Tyrone listens to teens’ ideas of town’s future

When the youth of Tyrone grow up, go to college and start looking for a place to settle, what are the town’s chances of luring them back home to the community?

That question was tackled Thursday morning at Sandy Creek High School as Town of Tyrone officials met face-to-face with upper-grade students to get their feedback.

Mayor Eric Dial, who was accompanied by Town Manager Kyle Hood and Police Chief Brandon Perkins, explained that the town composes a Comprehensive Plan every ten years, and he said this time around he wants to consider ideas to help ensure Tyrone isn’t just a retirement community in the decades to come. Fayette County, he said, is the fastest-aging county of the 10 that make up Metropolitan Atlanta and fall under Atlanta Regional Commission’s (ARC) jurisdiction.

“We don’t have the fastest-growing young population,” Dial told the students. “What can we do to attract the young people?”

This feedback session, the first of its kind, was coordinated by ARC Principal Planner Jared Lombard, who provided each student participant with a remote keypad voting device before running them through a series of questions, the results of which were recorded instantly and discussed.

“Where do you think you will live in the next 10 years?” was one of the first questions, to which 52 percent responded that they would want to live in a regional city such as Atlanta. Fifteen percent responded that they would prefer living in a suburb such as Tyrone, while an equal amount said they would want to move to a big city like New York. Twenty-three percent said they would probably move to a “quirky city” like Austin, Texas or Portland, Oregon, one young man explaining that the artist communities are more vibrant in such cities, and another 11 percent said they would prefer living in another country. One boy said he wanted to live in rural America to be away from other people as much as possible.

Answering the question “What will make you want to live in Tyrone?”, a solid 60 percent ticked the box for “Not Going to Happen”, while 12 percent each ticked “A job” and “Living close to friends and family”. Fourteen percent said they would return to Tyrone if there was more to do in the area after work, and a lone vote was cast for “The Braves”.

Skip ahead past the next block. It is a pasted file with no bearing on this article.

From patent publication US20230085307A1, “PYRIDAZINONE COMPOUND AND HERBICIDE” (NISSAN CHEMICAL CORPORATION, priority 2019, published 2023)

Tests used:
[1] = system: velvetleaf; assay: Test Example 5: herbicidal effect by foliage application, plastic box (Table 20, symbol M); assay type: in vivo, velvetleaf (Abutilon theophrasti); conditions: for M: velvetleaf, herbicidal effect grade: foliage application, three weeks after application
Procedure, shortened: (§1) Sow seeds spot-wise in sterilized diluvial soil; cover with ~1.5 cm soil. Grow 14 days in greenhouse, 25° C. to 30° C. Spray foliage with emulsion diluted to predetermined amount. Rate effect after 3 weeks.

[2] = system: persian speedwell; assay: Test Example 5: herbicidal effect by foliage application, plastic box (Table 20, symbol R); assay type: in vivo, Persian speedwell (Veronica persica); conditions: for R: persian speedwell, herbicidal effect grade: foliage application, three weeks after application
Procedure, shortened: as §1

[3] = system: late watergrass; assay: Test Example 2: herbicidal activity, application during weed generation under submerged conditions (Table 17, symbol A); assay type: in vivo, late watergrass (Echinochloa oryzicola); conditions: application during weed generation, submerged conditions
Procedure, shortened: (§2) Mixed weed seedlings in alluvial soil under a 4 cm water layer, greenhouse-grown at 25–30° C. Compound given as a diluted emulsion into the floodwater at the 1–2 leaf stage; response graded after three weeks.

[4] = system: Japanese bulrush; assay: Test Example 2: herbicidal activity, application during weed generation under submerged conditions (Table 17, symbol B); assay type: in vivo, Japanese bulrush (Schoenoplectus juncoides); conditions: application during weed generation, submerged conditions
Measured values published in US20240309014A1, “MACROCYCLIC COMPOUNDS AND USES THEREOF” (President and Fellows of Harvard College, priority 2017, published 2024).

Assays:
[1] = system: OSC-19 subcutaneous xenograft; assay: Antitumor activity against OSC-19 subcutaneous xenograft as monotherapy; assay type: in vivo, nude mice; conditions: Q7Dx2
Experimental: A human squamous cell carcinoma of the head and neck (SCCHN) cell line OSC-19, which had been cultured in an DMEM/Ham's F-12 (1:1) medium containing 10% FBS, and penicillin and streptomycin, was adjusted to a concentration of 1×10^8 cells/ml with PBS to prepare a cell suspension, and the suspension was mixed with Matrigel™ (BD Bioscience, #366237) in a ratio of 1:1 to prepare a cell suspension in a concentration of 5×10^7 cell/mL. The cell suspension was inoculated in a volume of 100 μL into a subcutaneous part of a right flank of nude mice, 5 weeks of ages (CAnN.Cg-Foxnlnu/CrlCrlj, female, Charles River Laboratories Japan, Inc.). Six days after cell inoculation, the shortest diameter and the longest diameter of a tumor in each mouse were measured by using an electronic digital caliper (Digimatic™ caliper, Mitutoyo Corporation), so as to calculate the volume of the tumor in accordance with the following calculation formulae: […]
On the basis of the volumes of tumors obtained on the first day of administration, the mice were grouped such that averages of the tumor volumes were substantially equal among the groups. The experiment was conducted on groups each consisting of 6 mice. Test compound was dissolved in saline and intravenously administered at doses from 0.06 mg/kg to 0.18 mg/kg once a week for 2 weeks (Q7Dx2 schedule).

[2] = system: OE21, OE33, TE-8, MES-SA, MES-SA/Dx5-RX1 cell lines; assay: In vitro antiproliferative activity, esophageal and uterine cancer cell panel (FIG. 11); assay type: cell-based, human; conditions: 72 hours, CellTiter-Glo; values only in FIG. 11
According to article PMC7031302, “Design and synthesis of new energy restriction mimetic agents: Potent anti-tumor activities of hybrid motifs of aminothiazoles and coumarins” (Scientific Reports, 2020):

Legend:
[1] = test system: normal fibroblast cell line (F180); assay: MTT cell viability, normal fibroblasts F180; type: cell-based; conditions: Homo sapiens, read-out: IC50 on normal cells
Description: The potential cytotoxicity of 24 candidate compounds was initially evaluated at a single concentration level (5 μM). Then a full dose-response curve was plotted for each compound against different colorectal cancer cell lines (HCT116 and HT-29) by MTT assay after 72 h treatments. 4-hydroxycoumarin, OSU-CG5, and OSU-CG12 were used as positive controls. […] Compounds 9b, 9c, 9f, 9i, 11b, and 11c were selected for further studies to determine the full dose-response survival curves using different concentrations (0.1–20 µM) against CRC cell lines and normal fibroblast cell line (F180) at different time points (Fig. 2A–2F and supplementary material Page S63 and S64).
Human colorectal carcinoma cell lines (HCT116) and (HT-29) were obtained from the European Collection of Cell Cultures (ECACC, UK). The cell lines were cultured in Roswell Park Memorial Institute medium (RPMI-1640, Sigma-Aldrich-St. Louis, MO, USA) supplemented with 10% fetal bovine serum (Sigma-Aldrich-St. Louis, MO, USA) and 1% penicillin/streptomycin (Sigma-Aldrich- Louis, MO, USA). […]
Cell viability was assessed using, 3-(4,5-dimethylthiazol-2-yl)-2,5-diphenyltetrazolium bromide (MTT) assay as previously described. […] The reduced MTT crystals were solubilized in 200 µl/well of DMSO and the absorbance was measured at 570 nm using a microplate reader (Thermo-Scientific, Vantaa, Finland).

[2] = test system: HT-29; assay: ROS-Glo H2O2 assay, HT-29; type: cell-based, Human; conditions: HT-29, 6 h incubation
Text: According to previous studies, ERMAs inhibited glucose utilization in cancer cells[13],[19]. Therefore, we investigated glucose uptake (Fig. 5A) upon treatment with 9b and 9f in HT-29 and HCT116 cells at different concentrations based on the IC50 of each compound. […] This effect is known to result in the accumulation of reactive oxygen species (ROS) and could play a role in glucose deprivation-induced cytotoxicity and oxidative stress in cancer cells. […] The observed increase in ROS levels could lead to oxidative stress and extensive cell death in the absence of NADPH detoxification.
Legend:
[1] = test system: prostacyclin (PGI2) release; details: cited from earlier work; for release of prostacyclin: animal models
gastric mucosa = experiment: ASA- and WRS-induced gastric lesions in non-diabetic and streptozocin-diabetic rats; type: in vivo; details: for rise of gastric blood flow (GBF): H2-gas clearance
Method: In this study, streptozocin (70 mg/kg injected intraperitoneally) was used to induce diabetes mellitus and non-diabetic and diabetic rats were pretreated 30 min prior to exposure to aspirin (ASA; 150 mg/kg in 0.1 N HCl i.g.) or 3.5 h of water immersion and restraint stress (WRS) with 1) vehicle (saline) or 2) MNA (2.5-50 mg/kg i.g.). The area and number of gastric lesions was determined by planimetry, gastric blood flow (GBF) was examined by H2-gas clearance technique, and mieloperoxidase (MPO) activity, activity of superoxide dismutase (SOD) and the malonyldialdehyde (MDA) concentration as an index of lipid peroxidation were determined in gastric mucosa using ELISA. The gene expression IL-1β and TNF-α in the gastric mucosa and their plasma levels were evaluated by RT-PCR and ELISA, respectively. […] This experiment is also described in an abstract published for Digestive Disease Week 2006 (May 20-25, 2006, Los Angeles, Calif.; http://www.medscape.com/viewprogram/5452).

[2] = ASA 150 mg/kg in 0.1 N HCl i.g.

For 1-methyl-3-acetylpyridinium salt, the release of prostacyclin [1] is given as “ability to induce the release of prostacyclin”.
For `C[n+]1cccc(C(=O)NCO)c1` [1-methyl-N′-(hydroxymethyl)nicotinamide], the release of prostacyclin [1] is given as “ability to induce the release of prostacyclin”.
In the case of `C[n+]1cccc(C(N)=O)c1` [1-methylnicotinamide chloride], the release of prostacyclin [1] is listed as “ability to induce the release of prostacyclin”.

The next question was: “When you think about your ideal first place, what does it look like?” The options were: A) House; B) Loft; C) High-Rise Condo; D) A ranch; E) Townhouse; F) Apartment; and G) My parents’ basement. Mayor Dial groaned when the results flashed up on the big screen, because 29 percent responded “Loft”, and 25 percent responded “Apartment”. However, Dial followed up with a question to determine if the students were literally thinking about the very next place they would live when leaving their current home, or if they were thinking of their own home as a grown-up after college. The answers to Dial’s follow-up question were not so shocking, and he seemed to be glad to know Tyrone wouldn’t have to become completely urban in order to attract these young people back home some day.

The final question was: “What is a key think in a successful city?” A convincing 55 percent chose “Lots of jobs and places to live”, 20 percent said “People who are proud to call it home”, 15 percent agreed with “Things to do after work”, and 11 percent said “The ability to get around without a car”.

Hood, Dial and Lombard told students at the conclusion of the event that this is only the beginning of Tyrone’s efforts to hear from young people what the town might do to earn a chance at wooing them back, and they were invited to go online and complete a more thorough survey.

Twelfth-graders Ciera Houston and Zantryna Brannon both said they entered Thursday’s survey session thinking they would probably not return to the Tyrone area when they finish college and look to settle down, but both also said they changed their minds midway through the session.

Houston said she appreciated that city leaders took time to meet her and her fellow students face to face and seek their input. She said the thought of having that kind of relationship with community leaders makes coming back seem more attractive after all.

“It lets me know that they care,” Houston said.

“I wouldn’t want to come back to Tyrone as it is,” Brannon said. “But this gives me hope that things can change, and then maybe I would want to come back.”

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